Dr. Elizabeth V. Koshy

Dr. Elizabeth V.Koshy is an Associate Professor in English Literature at Dr.A.B.Telang Senior College, Pune, India. Her areas of interest include relationships, environment and women’s issues. Her poems have been published by Sweetycat Press, Clarendon House Press, Gertrude’s Writing Room, Caesurae.org, The Writers Club (Grey Thoughts) and by Stacy Savage in Whispering Willows: Tree Poems. A short story has been accepted for publication by Academy of the Heart and Mind.

         Travelling to Kerala on the Jayanti Janata Express!

We looked forward to the summer vacation the whole long year, for our yearly visit to our grandparents’ house. The train bound for Kerala from Pune, Jayanti Janata Express, left at 7.30 pm. It was a long, thirty six hour journey. We carried our dinner of rice, coconut chutney, fried fish and seasoned buttermilk and the next day’s lunch of seasoned turmeric rice and fried fish with us. Vatteppam, a kind of steamed rice cake and ethekya (large Kerala bananas) were carried to be eaten for breakfast or as a snack in the evening.

We got introduced to our co-travellers before sleep: exchanging information about where we were travelling to, whom we were going to meet and for what purpose! By 9.30pm the berths were up and everybody was tucked in for the night. The quick sleepers snored within minutes and the light sleepers tossed and turned without sleep. A book bought at the railway station used to be my companion for most of the night. The train rocked me to a fitful sleep, and I woke at every junction to cries of tea vendors selling tea at all hours.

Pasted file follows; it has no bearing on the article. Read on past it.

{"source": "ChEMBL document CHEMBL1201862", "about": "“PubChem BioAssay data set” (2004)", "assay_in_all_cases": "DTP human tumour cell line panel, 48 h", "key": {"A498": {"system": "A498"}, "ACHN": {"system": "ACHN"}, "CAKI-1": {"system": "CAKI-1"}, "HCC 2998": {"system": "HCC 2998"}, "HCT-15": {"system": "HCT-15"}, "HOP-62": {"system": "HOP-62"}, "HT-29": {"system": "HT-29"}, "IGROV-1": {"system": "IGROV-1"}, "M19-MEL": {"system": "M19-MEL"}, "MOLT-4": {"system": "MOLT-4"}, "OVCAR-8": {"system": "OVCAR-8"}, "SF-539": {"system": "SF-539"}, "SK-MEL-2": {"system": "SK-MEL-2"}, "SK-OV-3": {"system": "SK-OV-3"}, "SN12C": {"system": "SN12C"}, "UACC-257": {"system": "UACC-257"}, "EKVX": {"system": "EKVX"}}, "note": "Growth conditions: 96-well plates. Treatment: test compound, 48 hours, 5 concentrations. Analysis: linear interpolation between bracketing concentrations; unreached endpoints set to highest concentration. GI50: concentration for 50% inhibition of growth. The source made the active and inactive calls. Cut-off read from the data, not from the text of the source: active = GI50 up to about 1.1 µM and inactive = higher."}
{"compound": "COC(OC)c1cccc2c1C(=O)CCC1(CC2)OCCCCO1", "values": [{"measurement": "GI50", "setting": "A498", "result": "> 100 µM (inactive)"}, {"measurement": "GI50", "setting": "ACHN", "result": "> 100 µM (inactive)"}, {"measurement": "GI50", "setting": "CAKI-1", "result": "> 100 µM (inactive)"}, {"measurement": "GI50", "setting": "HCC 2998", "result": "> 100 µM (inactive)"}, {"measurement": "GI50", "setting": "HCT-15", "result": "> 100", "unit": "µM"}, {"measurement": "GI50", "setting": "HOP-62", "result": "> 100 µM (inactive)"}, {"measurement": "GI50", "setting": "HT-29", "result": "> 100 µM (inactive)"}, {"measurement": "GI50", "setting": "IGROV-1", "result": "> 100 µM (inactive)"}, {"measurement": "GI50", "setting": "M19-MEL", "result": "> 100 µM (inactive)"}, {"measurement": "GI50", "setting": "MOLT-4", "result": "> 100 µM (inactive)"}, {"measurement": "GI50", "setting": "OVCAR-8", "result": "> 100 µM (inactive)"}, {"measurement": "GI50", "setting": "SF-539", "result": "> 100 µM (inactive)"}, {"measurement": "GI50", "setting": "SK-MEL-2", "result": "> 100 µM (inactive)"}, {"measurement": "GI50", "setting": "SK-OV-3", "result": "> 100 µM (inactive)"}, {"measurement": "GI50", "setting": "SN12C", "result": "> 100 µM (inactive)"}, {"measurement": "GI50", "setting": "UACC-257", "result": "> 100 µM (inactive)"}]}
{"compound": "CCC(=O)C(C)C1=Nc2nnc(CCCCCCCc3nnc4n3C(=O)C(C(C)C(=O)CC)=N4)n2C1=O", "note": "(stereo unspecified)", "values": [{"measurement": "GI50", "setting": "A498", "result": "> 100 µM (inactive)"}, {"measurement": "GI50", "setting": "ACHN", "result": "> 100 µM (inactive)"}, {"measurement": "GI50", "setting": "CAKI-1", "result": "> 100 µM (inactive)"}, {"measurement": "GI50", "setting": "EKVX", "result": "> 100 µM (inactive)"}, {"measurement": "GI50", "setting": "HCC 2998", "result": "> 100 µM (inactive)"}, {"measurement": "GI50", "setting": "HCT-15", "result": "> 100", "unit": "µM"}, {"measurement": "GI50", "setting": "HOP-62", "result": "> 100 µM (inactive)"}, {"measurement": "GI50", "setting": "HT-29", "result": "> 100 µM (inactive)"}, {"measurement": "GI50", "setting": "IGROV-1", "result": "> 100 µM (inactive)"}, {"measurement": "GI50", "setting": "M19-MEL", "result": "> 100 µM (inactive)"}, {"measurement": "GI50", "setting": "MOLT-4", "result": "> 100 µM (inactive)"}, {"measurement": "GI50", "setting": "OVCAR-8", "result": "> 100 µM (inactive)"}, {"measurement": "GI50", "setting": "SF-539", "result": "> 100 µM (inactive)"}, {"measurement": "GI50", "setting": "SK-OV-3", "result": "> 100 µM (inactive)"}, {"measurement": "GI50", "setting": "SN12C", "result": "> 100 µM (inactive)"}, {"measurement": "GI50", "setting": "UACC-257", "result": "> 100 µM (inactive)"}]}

By seven in the morning, the berths would be down, bedsheets neatly folded, and all of us ready for tea or coffee at the next junction. The mornings were spent sitting at the window watching the train whizz past cultivated green fields and the dark brown earth, without a soul in sight and stop at junctions in cemented cities without a square inch of the green earth, teeming with human beings! How thankful we used to be for the opportunity to get out of the train, stretch, walk a little and rush back inside when the train blared the horn and the signal changed from yellow to green!

The children ran after each other, sang songs, played board games, and even got their heads stuck in the steel ladders between berths! Teenagers stared out of the windows with the wind in their hair or sat on the steps of the compartment with their feet dangling outside, watching slow moving mountains and trees whizzing past! Newly weds looked lovingly into each others’ eyes, hands entwined, oblivious to people observing their palpable chemistry.

Daily commuters worked at their laptops, students studied, middle aged women bought trinkets and recipe books for themselves and comic books for their children, others read newspapers or books, stopping only for some eye rest. Some families gorged on homemade food, snack items and meals from the pantry, all the day long.Some talked to their co-travellers and discussed the deplorable affairs of the country and the world, the whole evening.